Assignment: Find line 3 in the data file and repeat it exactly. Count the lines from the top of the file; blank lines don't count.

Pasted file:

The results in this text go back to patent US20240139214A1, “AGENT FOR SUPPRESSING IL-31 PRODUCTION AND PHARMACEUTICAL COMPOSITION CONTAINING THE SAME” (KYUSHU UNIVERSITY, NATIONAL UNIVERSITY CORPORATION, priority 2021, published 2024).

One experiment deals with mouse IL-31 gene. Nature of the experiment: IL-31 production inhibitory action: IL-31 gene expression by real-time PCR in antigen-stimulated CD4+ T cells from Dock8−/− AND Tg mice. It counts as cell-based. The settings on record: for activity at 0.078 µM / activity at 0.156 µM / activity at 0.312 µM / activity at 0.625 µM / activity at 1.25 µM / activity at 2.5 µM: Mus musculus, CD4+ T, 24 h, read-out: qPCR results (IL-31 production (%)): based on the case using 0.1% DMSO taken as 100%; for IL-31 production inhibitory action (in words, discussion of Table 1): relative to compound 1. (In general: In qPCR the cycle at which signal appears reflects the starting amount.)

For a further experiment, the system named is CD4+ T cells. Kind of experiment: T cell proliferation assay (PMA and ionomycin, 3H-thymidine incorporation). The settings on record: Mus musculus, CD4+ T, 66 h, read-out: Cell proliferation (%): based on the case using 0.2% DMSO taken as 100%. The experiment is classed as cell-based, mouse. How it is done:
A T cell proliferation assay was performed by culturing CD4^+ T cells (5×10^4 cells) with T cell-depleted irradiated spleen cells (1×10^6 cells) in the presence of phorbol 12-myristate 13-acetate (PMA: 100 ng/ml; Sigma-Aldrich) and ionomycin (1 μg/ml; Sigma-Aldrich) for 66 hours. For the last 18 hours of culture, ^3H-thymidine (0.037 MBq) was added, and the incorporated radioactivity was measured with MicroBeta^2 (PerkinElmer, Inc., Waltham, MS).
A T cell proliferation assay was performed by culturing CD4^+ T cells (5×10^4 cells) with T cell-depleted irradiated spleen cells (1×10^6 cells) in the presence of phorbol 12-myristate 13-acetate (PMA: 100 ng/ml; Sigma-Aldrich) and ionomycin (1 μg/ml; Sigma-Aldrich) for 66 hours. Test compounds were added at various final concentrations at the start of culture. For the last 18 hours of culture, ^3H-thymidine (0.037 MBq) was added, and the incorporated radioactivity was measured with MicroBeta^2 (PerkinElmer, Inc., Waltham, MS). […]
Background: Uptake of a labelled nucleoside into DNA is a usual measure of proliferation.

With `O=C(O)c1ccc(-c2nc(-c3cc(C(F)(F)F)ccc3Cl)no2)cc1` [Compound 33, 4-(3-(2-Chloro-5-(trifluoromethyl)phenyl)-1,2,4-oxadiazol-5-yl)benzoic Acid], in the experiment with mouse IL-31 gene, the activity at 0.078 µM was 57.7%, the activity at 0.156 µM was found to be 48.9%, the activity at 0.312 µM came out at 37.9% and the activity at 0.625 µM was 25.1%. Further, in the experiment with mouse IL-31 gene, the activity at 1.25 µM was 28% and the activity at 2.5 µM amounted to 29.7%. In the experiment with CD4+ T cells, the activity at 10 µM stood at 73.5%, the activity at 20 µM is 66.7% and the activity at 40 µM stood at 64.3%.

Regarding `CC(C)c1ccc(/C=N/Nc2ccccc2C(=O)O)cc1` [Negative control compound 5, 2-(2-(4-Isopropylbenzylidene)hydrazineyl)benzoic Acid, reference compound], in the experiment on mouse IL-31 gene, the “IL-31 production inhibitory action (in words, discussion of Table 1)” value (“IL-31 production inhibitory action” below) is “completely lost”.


For a further experiment, the system named is CD4+ T cells. Kind of experiment: T cell proliferation assay (PMA and ionomycin, 3H-thymidine incorporation). The settings on record: Mus musculus, CD4+ T, 66 h, read-out: Cell proliferation (%): based on the case using 0.2% DMSO taken as 100%. The experiment is classed as cell-based, mouse. How it is done: